That being said, make no mistake, Saturday night was a huge night for women’s boxing. The people came, they saw, and the ladies put on a hell of a show. And now, after Taylor/Serrano, no one can say it’s the first time. If you watched the co-headlining fights at the O2 arena, you saw four highly skilled fighters. Long gone is the time when women engaged in the sport with no amateur background and/or poor training. These women are professionals, and it showed.
Of course, the women’s version of the sport has some distance to go before it reaches the sort of male/female parity that largely exists in modern tennis, but you no longer have to squint to see the pathway to a day where that level of equality might be reached. Two ways to grow the sport are easy to point out if a struggle to implement:
- Move all championship fights to 12 rounds.
- And, stop me if you think that you’ve heard this one before: have all women’s fights extend to three-minute rounds.
— BOXXER (@boxxer) October 15, 2022
Unlike women’s tennis, which has achieved equality in pay while playing best of three sets at major tournaments (versus best of five for men), boxing is far less likely to elevate the pay of female fighters unless they match men in terms of number and length of rounds. Of course, that would require the men who run boxing to stop treating women like glass dolls and let them fight longer.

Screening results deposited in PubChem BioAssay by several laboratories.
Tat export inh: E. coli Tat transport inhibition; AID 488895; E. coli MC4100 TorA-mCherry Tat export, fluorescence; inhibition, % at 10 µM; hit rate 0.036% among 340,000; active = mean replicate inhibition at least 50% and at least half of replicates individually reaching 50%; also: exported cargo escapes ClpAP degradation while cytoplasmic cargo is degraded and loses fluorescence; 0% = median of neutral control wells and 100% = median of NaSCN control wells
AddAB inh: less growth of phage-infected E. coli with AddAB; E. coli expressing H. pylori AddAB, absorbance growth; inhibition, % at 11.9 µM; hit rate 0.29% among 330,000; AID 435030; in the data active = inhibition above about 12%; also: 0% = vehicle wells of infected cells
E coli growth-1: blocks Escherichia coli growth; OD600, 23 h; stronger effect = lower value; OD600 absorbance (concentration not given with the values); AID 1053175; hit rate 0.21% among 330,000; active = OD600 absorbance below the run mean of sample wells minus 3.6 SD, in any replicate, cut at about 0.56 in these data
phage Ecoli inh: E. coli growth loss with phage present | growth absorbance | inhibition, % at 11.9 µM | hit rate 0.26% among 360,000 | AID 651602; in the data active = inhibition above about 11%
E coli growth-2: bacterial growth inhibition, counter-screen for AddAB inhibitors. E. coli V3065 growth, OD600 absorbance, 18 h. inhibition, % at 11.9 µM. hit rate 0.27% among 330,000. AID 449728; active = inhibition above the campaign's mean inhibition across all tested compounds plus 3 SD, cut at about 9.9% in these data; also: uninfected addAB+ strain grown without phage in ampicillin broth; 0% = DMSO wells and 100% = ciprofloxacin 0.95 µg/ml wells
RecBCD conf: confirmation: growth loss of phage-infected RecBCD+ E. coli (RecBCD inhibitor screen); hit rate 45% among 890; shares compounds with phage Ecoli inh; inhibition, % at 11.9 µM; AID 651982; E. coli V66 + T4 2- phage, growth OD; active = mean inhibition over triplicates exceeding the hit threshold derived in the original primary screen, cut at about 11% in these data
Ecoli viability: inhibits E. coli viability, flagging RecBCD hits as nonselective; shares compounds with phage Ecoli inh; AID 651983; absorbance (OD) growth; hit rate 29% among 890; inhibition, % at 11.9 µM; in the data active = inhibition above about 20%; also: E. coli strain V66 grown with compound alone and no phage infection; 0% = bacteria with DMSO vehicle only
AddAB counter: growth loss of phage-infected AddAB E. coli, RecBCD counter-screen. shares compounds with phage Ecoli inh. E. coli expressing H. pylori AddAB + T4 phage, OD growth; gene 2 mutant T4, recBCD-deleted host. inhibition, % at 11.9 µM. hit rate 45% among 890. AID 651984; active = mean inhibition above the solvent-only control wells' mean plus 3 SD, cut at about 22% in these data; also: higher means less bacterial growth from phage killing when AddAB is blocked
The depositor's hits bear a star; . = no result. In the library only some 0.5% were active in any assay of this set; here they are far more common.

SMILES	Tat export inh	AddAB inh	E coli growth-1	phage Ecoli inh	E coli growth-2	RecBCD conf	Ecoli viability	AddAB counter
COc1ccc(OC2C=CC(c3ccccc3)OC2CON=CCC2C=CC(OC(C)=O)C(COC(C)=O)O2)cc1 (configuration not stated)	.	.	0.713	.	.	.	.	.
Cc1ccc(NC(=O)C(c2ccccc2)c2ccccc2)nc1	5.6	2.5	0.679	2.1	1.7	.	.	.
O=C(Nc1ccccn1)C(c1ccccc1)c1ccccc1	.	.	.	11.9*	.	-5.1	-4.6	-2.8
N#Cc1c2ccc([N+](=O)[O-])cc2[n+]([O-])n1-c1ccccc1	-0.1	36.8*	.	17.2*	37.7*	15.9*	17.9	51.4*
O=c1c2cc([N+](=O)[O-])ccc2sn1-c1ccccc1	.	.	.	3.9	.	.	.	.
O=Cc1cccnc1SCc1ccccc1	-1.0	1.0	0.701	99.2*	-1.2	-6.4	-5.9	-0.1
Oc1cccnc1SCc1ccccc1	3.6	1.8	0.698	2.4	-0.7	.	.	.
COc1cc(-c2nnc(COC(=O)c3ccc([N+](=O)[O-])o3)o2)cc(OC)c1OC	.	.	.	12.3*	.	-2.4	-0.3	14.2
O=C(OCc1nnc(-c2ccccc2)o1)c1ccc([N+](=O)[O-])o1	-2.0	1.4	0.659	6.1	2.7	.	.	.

Sadly, that decision is not up to the women in the ring but resides with the men outside of it. But I would ask anyone who saw those two fights last night, “Do you not think they are ready?”
Because from a skill and will perspective, they most certainly are. And yes, I know Mauricio Sulaiman swears he has a study on women’s brains and concussions that argues that female fighters are more susceptible to head trauma, but to the best of my knowledge, he has yet to show his work. If anything, his stance reminds me of the men who used to claim that if women were allowed to run marathons, their organs would fall out of their crotch. This kind of antiquated thinking is perhaps the only thing holding women’s boxing back. (Editor’s note, the WBC has brought in UCLA doctors to discuss this topic at their convention but no public documents of the study have been made available.)
Hell, you can look beyond the O2 fights and check out Chemeka Johnson’s blood-and-guts victory over Susie Ramadan on the undercard of the Haney/Kambosos headliner. Injured by an accidental head butt and fouled consistently by her opponent, Johnson’s face looked like “The Masque of the Red Death” throughout the back half of the fight. But as her white sports bra turned crimson, Johnson dug deep, scored a knockdown, and won a clear unanimous decision over a tough opponent. Women can handle being hurt. Does anyone think that evolution chose them to have babies instead of men for no reason at all? Maybe they are tougher than some of us would like to think.
Regardless, what I’m getting at here is we are now reaching a level of depth in women’s boxing that we have never seen before, and on October 15 and April 30 of 2022, we saw the truth of that statement in abundance. Taking these last ten months into full account, it is safe to say that when boxing historians look back on 2022, they will have no choice but to make note of how this year was the year that women’s boxing made the turn from curiosity to legitimacy.
The proof can be found in the ring.